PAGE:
Le April 8 (Bloomberg) -- Embryonic stem cells may someday cure disease, reverse paralysis or restore memory. Scientists worry they also may trigger benign tumors, and even cancer.
Geron Corp. and Advanced Cell Technology Inc. plan this year to begin the first human tests of therapies created with stem cells extracted from human embryos. The U.S. Food and Drug Administration, which may soon approve the studies, is asking the companies to closely monitor whether the therapies can spur non-cancerous growths, as has been seen in animal tests.
The first human studies, by Menlo Park, California-based Geron, may start as soon as this summer in patients partly or wholly paralyzed. The FDA is convening a special public session Scientists discovered how to obtain stem cells from human embryos and cultivate them in the laboratory in 1998, according to the U.S. National Institutes of Health. Since then, researchers have begun coaxing the cells to grow into different tissue types that can help patients repair diseased organs.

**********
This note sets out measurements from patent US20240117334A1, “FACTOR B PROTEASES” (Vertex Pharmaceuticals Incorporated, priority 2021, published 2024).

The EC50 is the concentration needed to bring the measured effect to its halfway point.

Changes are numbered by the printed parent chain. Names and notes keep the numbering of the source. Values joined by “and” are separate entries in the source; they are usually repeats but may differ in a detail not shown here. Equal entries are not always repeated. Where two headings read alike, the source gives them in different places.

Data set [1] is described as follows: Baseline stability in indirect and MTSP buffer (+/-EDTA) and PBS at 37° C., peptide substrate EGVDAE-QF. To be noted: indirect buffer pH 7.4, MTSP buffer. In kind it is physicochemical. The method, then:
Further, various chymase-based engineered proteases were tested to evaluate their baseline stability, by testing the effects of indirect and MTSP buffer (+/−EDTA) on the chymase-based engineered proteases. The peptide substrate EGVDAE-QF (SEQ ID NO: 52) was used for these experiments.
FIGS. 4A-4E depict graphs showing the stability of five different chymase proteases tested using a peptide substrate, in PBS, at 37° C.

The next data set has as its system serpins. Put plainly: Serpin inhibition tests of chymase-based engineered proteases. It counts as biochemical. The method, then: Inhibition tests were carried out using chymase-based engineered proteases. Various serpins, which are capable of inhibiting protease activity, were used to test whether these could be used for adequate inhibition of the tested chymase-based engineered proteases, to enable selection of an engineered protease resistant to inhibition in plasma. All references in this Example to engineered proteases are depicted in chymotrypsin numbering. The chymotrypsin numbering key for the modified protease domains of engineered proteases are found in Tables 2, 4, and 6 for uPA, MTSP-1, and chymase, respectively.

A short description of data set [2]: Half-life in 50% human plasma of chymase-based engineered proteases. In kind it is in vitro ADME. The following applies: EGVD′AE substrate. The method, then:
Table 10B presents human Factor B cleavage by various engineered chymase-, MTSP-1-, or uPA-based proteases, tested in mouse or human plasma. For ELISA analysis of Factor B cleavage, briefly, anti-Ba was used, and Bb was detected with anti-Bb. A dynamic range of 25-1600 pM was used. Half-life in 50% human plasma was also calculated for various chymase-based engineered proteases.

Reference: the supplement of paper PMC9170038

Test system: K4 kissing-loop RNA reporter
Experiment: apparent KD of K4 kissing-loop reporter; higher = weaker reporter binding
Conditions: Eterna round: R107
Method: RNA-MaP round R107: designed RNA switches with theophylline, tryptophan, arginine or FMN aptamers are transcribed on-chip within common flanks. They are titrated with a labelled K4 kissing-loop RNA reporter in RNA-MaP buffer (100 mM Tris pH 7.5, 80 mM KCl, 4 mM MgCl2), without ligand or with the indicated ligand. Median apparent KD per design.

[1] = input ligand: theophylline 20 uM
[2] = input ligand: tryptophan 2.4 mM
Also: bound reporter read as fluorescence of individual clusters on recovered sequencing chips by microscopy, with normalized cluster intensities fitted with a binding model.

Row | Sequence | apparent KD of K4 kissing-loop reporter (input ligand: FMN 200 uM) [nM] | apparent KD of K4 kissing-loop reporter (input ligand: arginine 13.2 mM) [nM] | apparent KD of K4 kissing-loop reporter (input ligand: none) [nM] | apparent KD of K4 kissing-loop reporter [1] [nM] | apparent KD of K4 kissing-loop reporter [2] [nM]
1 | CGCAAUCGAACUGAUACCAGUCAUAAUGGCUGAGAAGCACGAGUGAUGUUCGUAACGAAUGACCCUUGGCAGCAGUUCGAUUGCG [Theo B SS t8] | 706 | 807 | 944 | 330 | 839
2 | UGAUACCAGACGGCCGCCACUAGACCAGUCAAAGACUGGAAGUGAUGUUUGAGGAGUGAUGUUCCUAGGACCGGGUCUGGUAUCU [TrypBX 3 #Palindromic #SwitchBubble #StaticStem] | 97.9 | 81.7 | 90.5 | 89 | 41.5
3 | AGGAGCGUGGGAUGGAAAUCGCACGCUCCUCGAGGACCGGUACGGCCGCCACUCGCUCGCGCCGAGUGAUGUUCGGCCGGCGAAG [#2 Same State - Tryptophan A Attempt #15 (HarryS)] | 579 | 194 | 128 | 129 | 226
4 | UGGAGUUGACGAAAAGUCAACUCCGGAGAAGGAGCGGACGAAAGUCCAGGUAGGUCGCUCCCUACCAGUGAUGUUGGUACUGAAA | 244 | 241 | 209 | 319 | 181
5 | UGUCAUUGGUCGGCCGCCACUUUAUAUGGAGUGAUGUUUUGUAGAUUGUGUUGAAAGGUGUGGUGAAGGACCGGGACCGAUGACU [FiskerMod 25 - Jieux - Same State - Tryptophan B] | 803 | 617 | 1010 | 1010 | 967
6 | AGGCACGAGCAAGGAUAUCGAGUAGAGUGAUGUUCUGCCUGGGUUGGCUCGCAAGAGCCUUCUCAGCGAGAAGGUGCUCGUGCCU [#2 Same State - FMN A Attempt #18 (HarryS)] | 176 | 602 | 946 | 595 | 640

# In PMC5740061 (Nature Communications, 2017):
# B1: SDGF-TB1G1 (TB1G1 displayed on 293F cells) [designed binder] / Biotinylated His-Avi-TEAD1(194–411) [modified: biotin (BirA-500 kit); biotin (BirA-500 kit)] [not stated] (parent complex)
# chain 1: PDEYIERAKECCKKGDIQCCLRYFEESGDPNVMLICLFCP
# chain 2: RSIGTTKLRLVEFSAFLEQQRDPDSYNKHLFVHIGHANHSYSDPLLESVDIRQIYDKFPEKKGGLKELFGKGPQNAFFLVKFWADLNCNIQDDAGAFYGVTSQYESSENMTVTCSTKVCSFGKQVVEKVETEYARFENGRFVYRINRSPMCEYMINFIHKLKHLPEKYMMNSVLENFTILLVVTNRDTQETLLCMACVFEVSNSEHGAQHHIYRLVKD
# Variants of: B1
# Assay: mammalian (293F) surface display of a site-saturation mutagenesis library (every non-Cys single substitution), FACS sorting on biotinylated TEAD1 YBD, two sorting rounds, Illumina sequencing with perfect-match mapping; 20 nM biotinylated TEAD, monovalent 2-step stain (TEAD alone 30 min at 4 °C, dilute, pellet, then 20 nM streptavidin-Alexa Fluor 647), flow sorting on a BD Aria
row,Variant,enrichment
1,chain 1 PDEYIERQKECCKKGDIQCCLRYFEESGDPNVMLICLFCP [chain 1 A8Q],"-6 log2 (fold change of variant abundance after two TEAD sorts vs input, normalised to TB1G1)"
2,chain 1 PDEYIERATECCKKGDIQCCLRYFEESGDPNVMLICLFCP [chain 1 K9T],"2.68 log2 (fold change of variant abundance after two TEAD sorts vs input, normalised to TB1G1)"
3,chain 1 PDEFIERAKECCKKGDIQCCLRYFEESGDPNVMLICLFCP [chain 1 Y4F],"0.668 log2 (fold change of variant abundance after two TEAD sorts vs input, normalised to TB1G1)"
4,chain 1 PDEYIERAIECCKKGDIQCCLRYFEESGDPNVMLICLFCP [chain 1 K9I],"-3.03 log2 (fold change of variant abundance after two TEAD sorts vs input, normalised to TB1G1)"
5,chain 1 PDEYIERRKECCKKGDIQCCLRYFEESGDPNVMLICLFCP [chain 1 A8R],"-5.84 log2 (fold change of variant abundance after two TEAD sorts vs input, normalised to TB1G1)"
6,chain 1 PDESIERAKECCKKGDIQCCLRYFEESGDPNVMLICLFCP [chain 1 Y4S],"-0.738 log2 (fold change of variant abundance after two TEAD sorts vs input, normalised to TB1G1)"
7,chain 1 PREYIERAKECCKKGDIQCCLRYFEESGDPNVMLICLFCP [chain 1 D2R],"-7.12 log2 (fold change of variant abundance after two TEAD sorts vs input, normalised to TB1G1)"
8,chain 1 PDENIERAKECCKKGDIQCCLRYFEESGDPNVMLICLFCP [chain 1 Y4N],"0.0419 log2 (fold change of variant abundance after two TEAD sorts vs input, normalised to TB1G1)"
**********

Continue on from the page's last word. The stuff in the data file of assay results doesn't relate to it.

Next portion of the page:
Advanced Cell is testing therapies derived from embryonic cells for treating eye diseases, a market it estimates at $28 billion. The company is aiming at curing diseases including macular degeneration, an illness that weakens the part of the eye responsible for sharp vision and affects about 15 percent of people over the age of 75, according to the NIH.
Novocell Inc., a closely held company based in San Diego, is creating insulin-producing cells for diabetics. Geron is attempting to treat spinal cord injuries by turning stem cells into a type of nerve cell that insulates the spinal cord. At the FDA session this week, the three companies will discuss ways to monitor safety so clinical trials can proceed, they said.
The San Francisco-based stem cell institute was established after California voters approved Proposition 71 in 2004. The measure authorized the state to sell $3 billion in bonds to fund research on stem cells, especially those derived from embryos, over a 10-year period.
Early clinical trials with stem cells provide different challenges than typical drug trials, the FDA staff wrote in documents filed last week on its Web site.
To contact the reporter on this story: Elizabeth Lopatto in New York at email@example.com. Last Updated: April 8, 2008 16:22 EDT